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Cuban, Wagner rewrite profit model

Duo tweak back end process

Backend points might be worth something, after all.

Veterans of the film and TV trenches have long told war stories about the struggle to collect on their net or gross participations. Now Mark Cuban and Todd Wagner have found another way to rewrite the rules for profit participants.

The duo are backing a new company dedicated to buying out the profit-participation stakes held by individuals in films and TV programs, among other intellectual properties, in an effort to assemble a portfolio of properties that in aggregate will generate a steady stream of income.

Based in West L.A., Content Partners was formed about a year ago by industry vet Steven Kram, the former exec veep and chief operating officer of William Morris Agency, and Steven Blume, former chief financial officer of Brillstein-Grey Management. Company aims to bridge the gap between the time that actors, writers, directors and producers are granted points in a picture or a piece of the backend of a TV series and when they actually see the first checks from those profit-participation stakes.

Through their experience in helping to manage the profit-participation rights of high-end clients, Kram and Blume realized there was a demand in the creative community for a company that would provide participants with lump-sum payments for stakes that otherwise might not pay off for years.

Kram and Blume drafted a business plan and made a proposal to Cuban and Wagner, based on their reputations as innovators and risk-takers. The duo behind 2929 Prods., Magnolia Pictures and Landmark Theaters, among other showbiz concerns, bought it in the room, so to speak.

“I think its a unique opportunity,” Cuban said in an email interview. “The creative community faces the challenge of not having predictable cash flow. (Content Partners) solves that problem by buying participations and equity from individuals. Its a win-win for all involved.”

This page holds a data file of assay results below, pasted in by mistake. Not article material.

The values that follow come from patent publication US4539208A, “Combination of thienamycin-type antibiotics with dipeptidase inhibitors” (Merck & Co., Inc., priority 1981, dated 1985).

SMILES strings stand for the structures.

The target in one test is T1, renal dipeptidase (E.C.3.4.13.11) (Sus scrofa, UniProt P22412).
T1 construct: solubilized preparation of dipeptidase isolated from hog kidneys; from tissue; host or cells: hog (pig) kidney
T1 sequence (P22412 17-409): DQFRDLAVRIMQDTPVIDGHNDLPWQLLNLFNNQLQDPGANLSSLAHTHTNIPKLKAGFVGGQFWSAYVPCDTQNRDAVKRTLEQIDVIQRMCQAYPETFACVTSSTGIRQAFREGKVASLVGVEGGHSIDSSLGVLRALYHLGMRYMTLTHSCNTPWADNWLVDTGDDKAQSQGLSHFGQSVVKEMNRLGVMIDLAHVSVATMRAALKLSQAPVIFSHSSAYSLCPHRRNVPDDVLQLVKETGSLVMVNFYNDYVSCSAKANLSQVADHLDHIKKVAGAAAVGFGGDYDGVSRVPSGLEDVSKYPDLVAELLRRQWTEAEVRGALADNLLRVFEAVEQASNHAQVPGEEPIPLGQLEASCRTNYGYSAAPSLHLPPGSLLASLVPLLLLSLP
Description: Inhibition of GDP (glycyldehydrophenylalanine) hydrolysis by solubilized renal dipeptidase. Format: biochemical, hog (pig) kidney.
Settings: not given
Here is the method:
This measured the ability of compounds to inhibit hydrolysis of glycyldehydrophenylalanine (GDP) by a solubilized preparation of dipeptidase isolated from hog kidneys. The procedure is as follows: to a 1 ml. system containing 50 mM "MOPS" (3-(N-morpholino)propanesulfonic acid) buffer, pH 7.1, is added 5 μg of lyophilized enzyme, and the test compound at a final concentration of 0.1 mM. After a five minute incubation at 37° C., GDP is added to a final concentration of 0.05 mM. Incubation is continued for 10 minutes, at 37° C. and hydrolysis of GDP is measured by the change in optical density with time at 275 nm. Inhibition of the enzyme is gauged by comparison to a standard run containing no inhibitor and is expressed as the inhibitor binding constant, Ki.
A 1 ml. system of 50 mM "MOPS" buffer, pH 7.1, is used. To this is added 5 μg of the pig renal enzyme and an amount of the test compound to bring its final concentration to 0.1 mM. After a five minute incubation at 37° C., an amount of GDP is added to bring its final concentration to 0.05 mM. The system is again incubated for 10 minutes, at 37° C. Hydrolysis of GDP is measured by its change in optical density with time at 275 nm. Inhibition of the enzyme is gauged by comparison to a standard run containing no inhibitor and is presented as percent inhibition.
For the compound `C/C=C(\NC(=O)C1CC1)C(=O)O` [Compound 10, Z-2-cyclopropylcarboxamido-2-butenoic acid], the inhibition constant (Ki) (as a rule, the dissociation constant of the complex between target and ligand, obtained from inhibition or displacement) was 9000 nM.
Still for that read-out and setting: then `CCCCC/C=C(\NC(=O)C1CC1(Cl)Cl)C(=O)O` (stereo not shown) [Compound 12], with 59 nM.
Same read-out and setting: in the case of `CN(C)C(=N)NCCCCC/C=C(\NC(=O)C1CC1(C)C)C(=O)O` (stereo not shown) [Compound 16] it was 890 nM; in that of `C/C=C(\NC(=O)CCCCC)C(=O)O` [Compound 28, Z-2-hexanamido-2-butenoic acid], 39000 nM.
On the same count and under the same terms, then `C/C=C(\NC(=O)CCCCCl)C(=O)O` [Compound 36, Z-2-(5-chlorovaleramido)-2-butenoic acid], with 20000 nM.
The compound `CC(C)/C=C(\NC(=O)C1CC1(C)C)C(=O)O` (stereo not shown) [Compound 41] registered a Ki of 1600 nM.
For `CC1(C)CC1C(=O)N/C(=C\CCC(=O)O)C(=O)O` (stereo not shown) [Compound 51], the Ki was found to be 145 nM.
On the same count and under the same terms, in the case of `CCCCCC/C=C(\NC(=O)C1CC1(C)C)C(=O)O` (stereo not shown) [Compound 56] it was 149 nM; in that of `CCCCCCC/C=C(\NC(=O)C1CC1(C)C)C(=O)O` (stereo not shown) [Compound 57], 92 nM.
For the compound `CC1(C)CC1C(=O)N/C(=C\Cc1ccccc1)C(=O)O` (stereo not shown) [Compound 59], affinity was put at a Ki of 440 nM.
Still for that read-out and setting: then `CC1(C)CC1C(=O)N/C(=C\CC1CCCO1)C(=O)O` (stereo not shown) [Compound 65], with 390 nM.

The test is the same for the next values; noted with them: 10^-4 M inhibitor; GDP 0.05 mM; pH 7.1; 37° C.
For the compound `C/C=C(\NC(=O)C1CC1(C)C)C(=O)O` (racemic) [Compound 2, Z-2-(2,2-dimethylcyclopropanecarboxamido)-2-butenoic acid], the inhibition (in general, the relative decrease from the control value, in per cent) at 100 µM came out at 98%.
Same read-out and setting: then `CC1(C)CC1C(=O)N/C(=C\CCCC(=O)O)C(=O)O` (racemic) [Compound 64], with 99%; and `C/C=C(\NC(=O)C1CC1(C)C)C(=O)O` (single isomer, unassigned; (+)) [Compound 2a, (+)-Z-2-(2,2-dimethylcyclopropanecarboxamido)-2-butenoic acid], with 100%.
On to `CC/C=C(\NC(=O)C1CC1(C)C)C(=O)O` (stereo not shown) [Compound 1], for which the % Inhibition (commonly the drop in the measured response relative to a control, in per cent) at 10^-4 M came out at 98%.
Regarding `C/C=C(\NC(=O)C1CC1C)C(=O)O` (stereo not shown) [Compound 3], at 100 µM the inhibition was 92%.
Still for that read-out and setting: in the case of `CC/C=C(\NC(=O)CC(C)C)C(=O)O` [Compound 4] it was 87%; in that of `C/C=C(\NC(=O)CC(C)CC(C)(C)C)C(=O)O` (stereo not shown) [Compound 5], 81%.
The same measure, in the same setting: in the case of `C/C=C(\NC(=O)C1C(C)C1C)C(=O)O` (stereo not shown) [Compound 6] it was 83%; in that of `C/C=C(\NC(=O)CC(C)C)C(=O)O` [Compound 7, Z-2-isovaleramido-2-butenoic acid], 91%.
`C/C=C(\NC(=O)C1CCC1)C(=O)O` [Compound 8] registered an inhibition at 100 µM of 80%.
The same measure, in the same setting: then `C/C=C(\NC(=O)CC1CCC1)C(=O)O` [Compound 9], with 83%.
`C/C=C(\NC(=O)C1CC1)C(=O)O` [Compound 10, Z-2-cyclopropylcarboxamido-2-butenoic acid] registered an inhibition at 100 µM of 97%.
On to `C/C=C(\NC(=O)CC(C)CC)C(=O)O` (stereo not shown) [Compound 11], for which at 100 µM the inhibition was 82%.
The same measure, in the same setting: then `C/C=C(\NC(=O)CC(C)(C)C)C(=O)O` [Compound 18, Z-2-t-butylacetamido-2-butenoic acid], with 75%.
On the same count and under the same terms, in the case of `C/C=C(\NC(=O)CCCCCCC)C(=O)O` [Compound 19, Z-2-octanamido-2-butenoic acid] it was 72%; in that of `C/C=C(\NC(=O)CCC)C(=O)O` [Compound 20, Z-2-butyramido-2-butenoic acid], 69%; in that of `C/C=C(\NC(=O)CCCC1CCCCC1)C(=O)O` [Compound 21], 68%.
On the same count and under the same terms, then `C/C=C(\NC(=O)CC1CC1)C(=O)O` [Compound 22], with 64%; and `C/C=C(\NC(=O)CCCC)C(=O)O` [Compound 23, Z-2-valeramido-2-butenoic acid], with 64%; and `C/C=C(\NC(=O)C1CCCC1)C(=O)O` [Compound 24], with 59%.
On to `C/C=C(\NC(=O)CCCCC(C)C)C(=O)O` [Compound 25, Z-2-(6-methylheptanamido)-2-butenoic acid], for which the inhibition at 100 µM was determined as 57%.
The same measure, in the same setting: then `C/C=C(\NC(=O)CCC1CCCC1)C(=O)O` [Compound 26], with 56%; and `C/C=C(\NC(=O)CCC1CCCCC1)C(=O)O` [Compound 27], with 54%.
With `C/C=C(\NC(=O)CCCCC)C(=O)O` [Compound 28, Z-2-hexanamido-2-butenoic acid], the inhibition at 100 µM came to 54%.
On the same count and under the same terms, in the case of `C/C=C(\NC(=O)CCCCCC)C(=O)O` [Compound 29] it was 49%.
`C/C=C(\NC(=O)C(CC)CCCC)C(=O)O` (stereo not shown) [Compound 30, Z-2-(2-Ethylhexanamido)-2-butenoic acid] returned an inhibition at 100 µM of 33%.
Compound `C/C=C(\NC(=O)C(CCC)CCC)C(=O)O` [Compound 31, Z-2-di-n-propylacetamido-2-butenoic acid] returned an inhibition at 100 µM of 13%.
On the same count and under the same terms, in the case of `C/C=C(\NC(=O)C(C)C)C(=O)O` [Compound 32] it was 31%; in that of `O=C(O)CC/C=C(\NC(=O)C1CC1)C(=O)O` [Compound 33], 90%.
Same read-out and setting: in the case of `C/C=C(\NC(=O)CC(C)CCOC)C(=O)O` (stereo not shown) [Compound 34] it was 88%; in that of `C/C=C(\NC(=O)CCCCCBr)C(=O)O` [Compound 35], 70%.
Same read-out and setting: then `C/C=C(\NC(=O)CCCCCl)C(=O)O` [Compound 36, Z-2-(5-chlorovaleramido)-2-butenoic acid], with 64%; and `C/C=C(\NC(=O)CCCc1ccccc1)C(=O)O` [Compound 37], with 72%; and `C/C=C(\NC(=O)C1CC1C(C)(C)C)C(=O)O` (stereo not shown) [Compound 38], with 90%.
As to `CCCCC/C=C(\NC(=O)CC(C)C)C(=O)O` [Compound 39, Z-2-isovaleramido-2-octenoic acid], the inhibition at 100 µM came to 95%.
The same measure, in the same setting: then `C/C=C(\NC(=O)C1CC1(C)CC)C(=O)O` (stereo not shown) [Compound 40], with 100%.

During the past 12 months, with $100 million in funding, Content Partners has cut deals with dozens of profit participants in everything from vintage TV shows to movies released during the past six months. Kram, who is prexy-CEO of Content Partners, declined to name any of the people with whom the company has done transactions, citing confidentiality agreements, but he said Content Partners’ portfolio now includes properties owned by Universal, Fox, Warner Bros. and Sony Pictures, among other major production entities.

“We’re allowing creative people to have much more certainty in their financial future. Our service allows them to better plan their financial lives, and in some cases, we give them the freedom and the funds to pursue their passion projects,” said Kram, who left William Morris at the end of 2005 after 17 years amid a management shakeup at the agency.

Content Partners’ deals with profit participants are buyouts, not long-term loans, a la the so-called Bowie Bonds that were floated to music rights holders about a decade ago without much long-term success for the banks that funded them.

In assessing the value of a profit participant’s stake, Content Partners runs the numbers and comes up with detailed long-term projections for a property’s potential in all manner of venues and formats — from international TV sales to remakes and sequels to the potential for DVD re-releases, etc. — and ancillary markets a la licensing and merchandising. In some cases, profit participants want to hedge their bets against the possibility of a future bonanza by selling only a portion of their stake, Kram said.

Once they cut the profit participant a check, all future money from that stake, or portion of the stake, flows to Content Partners. From there, the responsibility for monitoring how the studio or copyright holder treats the property and deciphering studio income statements is on Content Partners.

Making such long-term bets means that there’s genuine risk involved for Content Partners as technological changes are rocking the industry and there’s no telling what the long-term value of individual movies and TV shows may be, noted top legal eagle Martin Singer, who said he’s had several clients cut deals with Content Partners. There’s an important comfort factor, however, in that Kram and Blume have solid reputations and long-term professional relationships with the town’s top talent reps.

“It’s a great concept. I’m surprised nobody came up with it before,” Singer said. “Now you’ve got a service where you can get cash value for profit participations where you never could before and you don’t have that uncertainty about the timing of (the payoff). It’s great to have that option … and it’s great that you’ve got two people running it who have tremendous integrity and great reputations in their respective fields.”

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